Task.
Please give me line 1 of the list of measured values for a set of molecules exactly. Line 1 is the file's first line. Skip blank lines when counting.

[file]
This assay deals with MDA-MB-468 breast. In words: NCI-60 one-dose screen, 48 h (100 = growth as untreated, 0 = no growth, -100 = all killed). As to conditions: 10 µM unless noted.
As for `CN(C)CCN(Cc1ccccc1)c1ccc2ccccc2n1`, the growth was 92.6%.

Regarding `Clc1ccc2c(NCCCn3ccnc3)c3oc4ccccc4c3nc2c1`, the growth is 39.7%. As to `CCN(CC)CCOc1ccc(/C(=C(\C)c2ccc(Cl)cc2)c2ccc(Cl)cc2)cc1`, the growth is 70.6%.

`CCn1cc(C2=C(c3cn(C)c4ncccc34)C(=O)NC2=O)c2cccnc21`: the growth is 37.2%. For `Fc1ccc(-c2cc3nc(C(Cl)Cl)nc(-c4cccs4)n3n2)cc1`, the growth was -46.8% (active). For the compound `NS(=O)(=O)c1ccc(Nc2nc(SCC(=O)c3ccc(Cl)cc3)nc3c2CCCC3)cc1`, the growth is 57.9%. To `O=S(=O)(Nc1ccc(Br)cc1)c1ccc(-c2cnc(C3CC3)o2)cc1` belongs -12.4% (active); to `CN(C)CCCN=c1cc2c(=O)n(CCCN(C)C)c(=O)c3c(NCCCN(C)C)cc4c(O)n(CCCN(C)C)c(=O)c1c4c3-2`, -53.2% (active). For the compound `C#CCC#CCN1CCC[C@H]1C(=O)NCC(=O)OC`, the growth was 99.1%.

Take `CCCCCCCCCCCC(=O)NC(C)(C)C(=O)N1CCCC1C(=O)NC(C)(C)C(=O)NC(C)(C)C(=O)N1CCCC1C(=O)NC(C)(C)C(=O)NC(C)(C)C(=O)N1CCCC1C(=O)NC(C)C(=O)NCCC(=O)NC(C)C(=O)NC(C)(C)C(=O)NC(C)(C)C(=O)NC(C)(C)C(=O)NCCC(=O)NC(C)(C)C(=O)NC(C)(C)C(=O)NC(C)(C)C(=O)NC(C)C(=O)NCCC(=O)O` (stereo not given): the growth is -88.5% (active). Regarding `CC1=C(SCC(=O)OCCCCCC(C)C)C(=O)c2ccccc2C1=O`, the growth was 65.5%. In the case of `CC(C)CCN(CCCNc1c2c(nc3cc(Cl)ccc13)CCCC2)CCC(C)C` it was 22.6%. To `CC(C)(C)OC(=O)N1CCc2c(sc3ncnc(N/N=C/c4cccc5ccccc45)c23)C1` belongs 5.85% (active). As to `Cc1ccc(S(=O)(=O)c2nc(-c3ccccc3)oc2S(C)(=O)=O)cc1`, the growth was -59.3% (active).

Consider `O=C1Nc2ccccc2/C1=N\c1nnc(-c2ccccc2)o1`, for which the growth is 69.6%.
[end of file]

This assay deals with MDA-MB-468 breast. In words: NCI-60 one-dose screen, 48 h (100 = growth as untreated, 0 = no growth, -100 = all killed). As to conditions: 10 µM unless noted.